Coaching

How—and Why—to Do a Split Squat

By Nike Training

By Nike Training

Use this simple exercise to build strength and endurance through your glutes and quads.

A split squat can help you build strength and endurance through your glutes and quads, and also lights up your abs and obliques. Join Nike Master Trainer, Betina Gozo, as she steps you through the correct way to do a split squat and why you should be adding it to your next leg day.

It might look like a lunge and sound like a squat, but the split squat is its very own move with its very own benefits. Unlike a lunge, a split squat is static (you begin and end from a staggered-stance position rather than stepping or walking your feet through reps) and most of the work happens in the front leg. Think of it like an air squat with your feet split. Nike Master Trainer Betina Gozo walks you through what you need to know about the move.

Muscles You'll Work

The split squat primarily works your glutes and quads, but don't think this is strictly a lower-body exercise. The staggered stance fires up your abs and obliques to keep you upright and balanced.

Use this simple exercise to build strength and endurance through your glutes and quads.

A split squat can help you build strength and endurance through your glutes and quads, and also lights up your abs and obliques. Join Nike Master Trainer, Betina Gozo, as she steps you through the correct way to do a split squat and why you should be adding it to your next leg day.

It might look like a lunge and sound like a squat, but the split squat is its very own move with its very own benefits. Unlike a lunge, a split squat is static (you begin and end from a staggered-stance position rather than stepping or walking your feet through reps) and most of the work happens in the front leg. Think of it like an air squat with your feet split. Nike Master Trainer Betina Gozo walks you through what you need to know about the move.

Muscles You'll Work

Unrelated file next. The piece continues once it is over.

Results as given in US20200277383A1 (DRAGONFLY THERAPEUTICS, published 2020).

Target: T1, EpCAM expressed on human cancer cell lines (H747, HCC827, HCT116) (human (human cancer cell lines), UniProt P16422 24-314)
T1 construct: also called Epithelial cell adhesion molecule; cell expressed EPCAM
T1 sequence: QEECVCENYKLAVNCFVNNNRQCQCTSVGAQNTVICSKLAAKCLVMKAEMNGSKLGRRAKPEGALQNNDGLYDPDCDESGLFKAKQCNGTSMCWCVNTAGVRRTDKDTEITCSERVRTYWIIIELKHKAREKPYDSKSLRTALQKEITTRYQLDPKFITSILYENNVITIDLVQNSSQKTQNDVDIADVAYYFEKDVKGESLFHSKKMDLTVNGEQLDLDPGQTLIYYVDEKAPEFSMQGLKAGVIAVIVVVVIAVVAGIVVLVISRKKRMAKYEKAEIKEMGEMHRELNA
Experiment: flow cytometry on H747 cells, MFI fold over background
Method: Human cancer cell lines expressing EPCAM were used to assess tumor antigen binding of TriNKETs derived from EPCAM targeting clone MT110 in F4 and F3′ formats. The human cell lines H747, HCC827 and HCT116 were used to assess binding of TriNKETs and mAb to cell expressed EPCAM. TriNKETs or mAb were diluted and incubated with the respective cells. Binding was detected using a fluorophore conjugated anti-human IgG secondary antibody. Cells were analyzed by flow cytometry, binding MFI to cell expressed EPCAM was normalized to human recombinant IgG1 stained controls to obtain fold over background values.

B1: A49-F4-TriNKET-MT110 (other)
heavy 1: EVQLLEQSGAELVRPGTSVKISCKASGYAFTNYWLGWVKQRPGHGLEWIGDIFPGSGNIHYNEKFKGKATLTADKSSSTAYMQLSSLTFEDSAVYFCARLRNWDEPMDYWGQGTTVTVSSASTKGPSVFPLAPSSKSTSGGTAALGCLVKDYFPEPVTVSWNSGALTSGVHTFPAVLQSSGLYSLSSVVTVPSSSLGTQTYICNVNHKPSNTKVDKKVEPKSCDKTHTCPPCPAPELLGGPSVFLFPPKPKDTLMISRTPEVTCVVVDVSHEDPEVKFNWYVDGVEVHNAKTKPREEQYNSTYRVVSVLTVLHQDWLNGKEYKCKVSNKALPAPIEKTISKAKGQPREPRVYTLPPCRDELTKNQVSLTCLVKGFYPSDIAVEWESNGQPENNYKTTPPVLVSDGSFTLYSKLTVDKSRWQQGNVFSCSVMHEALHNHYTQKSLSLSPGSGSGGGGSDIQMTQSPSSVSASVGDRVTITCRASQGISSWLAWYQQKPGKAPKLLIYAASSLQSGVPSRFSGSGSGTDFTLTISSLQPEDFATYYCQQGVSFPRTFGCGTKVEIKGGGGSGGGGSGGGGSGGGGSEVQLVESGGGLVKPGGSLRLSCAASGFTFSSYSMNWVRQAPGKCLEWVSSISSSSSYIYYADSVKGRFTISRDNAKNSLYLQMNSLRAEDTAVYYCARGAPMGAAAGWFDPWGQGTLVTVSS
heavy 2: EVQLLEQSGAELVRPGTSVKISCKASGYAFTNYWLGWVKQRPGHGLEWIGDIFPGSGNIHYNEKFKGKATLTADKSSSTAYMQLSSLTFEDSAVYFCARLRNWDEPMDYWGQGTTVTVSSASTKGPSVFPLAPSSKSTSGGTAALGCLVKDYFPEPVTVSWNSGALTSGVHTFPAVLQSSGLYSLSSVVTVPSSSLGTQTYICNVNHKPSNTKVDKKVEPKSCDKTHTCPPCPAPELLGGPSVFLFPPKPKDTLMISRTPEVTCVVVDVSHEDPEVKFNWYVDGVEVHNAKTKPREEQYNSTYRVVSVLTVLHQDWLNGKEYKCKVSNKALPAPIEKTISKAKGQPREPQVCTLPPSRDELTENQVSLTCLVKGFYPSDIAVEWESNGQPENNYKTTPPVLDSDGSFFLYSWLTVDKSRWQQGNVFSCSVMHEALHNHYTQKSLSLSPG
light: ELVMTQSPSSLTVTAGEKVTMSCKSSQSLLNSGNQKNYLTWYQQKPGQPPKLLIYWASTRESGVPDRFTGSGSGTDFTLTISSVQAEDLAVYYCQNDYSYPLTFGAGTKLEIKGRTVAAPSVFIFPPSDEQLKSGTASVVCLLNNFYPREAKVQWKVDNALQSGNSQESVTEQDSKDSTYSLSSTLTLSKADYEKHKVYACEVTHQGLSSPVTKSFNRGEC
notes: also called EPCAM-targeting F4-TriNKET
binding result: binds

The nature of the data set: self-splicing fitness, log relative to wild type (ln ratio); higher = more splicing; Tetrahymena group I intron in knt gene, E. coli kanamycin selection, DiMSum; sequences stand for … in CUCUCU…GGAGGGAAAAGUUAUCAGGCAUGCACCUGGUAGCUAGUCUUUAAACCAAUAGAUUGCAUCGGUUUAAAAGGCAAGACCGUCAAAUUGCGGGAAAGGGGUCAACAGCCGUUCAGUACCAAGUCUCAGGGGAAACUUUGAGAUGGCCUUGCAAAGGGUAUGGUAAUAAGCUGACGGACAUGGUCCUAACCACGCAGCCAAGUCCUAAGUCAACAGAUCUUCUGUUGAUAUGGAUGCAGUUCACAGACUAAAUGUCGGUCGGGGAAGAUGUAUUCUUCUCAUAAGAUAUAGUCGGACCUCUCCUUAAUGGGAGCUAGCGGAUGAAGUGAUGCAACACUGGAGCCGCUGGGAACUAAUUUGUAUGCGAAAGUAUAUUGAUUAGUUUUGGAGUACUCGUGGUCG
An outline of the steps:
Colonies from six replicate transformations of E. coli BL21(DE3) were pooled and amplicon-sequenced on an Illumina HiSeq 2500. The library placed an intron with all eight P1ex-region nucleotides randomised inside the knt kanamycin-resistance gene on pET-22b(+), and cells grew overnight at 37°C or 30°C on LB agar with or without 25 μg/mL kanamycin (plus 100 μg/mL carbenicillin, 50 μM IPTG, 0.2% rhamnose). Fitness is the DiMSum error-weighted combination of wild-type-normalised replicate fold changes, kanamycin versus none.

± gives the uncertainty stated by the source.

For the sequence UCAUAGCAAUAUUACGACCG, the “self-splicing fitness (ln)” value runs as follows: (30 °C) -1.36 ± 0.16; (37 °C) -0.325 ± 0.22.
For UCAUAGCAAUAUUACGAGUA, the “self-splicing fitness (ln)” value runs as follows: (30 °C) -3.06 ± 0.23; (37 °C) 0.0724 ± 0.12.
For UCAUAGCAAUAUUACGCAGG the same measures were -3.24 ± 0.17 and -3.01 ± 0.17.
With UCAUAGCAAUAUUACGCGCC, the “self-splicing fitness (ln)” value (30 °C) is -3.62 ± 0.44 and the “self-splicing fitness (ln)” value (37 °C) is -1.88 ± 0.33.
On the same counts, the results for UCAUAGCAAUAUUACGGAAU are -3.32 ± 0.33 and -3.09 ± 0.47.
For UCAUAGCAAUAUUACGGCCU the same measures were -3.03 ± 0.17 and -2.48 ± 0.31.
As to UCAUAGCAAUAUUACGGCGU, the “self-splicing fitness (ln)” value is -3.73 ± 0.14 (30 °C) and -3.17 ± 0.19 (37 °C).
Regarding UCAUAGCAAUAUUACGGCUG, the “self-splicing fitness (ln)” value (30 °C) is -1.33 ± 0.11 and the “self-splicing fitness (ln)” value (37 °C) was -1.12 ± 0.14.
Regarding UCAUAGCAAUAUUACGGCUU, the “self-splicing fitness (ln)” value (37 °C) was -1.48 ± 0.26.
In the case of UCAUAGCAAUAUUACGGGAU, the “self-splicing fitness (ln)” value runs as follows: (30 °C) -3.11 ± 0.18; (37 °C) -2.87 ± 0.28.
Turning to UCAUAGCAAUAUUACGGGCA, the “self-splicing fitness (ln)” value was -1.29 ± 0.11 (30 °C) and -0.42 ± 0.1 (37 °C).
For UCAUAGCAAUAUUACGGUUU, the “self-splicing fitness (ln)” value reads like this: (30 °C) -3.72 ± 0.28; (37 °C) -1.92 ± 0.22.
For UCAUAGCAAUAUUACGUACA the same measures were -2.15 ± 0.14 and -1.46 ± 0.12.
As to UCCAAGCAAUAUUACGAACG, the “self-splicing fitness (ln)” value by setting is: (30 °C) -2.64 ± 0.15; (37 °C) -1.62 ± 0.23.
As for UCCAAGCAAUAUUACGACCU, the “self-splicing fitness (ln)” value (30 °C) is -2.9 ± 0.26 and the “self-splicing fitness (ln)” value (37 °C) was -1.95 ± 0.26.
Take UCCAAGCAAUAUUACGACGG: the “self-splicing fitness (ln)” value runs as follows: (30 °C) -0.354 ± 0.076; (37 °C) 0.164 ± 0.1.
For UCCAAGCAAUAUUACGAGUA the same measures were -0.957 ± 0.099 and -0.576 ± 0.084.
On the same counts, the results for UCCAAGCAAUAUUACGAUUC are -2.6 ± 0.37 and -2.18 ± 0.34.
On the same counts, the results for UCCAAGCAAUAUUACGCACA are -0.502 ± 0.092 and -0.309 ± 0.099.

The split squat primarily works your glutes and quads, but don't think this is strictly a lower-body exercise. The staggered stance fires up your abs and obliques to keep you upright and balanced.

How to Do a Proper Split Squat and Why It Should be Part of Your Routine

Why You Should Be Doing a Split Squat

  1. Like any unilateral exercise (a movement that works one side of the body at a time), this can reveal imbalances to help you build strength in both legs evenly. But because you're removing the stepping motion of a lunge, you can better focus on your core and range of motion.
  2. The move also trains you to power off of one leg, which comes in handy whether you're practising football drills or chasing after your dog.
  3. Because your feet are fixed, there's always tension on your front quad, which means you'll build muscular endurance in your upper leg with every rep.
  4. It builds foundational strength that can support more demanding single-leg exercises, like the single-leg Romanian deadlift and pistol squat.

When to Do It

Add split squats to your next leg-day routine, or incorporate them into a full-body strength session. Begin with 3 sets of 10 to 12 reps per leg, working slowly through each rep to emphasise proper form. Quick set-up tip: To get the spacing of your legs just right, you may want to start in the bottom position of the exercise (Step 2).

How to Do a Split Squat

  1. Stand with your feet hip-width apart and your hands on your hips or together in front of your chest. Step one leg back and keep that heel off the floor, to start.
  2. Shift your weight onto your front leg and keep your torso upright as you lower, bending your legs until they form 90-degree angles with your back knee hovering just above the floor.
  3. Squeeze your glutes and drive through your front foot to return to the starting position. Don't worry if your legs aren't completely straight; focus on engaging your glutes, then pushing your front knee out as you lower so your leg doesn't cave in. That's 1 rep.